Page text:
[pypy-dev] Extended goals (was: needed 18 month plan of what we would do in developing PyPy if we got funding.)

Armin Rigo arigo at tunes.org
Fri Sep 12 13:15:07 CEST 2003


First, thanks to Christian for starting this thread -- I guess PyPy
applications could make another group of workpackages at least as big as the
"core PyPy" workpackages I listed in plan.txt.

On Thu, Sep 11, 2003 at 03:20:25PM +0200, Samuele Pedroni wrote:
> one thing I think we should not forget is that merit of Python success is 
> also because it is a good glue language. While PyPy performance change the 
> balance of the equation, I think it will still be very important.

Samuele has a point here. We should consider some of the major application
areas of today's Python (glue language, scientific/numeric, Zope) and argue
what PyPy can offer in addition to CPython. In general it's all based on 
flexibility; for example:

> 2) well he can embed PyPy in his code, PyPy extension mechanism and 
> taylorability make
> that easy and the overhead for PyPy to C++ calls very low, some PyPy 
> classes can also work as C++ subclasses (<- this two thing is something we 
> would have to work on, extending what is already there for CPython and 
> beyond)

Here was can target C++ for the translation, representing Python objects as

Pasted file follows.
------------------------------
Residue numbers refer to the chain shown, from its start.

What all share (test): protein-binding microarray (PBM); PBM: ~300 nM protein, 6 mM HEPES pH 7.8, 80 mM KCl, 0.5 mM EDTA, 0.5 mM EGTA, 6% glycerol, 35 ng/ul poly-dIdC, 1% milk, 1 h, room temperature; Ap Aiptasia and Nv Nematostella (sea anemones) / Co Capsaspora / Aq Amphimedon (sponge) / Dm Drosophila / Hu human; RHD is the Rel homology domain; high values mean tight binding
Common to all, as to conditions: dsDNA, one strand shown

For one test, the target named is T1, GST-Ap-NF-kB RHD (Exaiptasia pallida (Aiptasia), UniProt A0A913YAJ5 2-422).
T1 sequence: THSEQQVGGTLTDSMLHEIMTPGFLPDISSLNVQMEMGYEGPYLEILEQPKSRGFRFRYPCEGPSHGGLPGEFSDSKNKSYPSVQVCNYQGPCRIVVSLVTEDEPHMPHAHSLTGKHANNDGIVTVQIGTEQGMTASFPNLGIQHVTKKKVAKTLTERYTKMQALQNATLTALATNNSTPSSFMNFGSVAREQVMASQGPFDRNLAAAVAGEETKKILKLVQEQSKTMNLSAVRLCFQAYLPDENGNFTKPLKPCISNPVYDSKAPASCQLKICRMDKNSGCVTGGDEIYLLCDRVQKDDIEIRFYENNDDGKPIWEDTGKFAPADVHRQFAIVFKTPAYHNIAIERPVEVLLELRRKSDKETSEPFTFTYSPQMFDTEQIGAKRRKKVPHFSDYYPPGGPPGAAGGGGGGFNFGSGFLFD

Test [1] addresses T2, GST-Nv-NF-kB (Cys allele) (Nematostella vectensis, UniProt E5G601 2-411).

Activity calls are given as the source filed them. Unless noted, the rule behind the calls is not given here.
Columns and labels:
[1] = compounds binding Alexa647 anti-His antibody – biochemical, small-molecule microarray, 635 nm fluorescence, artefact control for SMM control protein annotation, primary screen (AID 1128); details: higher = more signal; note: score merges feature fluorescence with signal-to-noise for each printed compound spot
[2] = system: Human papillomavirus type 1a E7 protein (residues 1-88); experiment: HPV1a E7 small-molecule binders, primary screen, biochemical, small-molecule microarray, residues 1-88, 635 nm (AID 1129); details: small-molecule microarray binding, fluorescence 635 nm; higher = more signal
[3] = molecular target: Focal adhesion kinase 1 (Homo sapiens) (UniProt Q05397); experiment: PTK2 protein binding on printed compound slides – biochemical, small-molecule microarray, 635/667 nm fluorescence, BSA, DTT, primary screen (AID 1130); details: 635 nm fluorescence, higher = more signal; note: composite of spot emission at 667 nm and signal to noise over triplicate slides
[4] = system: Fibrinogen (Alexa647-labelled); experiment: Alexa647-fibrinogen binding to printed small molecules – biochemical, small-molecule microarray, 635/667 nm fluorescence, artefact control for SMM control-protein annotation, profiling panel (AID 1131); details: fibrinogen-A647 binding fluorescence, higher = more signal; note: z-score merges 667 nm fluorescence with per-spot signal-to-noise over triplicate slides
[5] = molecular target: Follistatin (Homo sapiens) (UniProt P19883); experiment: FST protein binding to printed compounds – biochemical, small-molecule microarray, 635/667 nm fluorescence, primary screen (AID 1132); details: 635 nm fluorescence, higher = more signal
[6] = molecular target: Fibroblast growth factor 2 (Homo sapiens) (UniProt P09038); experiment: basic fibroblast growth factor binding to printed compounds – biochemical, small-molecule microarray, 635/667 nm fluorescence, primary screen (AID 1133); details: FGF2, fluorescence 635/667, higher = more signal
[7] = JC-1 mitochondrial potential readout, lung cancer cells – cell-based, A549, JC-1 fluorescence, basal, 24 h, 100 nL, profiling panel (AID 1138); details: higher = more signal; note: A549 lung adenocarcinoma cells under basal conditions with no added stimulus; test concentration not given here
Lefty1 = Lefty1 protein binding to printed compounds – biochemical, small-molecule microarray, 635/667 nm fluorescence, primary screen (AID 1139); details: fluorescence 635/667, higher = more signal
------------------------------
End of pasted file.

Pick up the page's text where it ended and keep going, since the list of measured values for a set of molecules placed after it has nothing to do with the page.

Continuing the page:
classes which could be tailored to be compatible with the existing
application's class model.

More generally, we can put forward as a goal the reduction of the boilerplate
interfacing code. This boilerplate isn't so huge right now, which is in part
why Python is good as being a glue language, but still it is large enough that
there are specific tools like SWIG to help generate it. We can help there,
both to reduce the amount of code and to actually reduce the corresponding
run-time overhead.

For numeric applications, there are several senarios that come to mind, based
on Christian's and Holger's messages. However I don't know Numeric well enough
to see what could really be done, so take this with a grain of salt. We could
rewrite Numeric in RPython and regenerate good come from that, which has the
advantage that the code can indeed be very good because it can be tailored to
use (or not) particular hardware features. So far it can more or less be done
with a C library full of #defines. The difference is in its integration: this
Numeric can influence PyPy's own object layout and alignment if needed, for
example. It can also be translated into something that checks at run-time for
what features are present; in C it is harder to do without recompilation. But
more importantly, if it is written in RPython instead of C it can be subjected
to other transformations like Psyco-ification, the net result of which would
be a Psyco that knows about Numeric types and can directly generate
processor-optimized code like SSE2.

A bientot,


More information about the Pypy-dev mailing list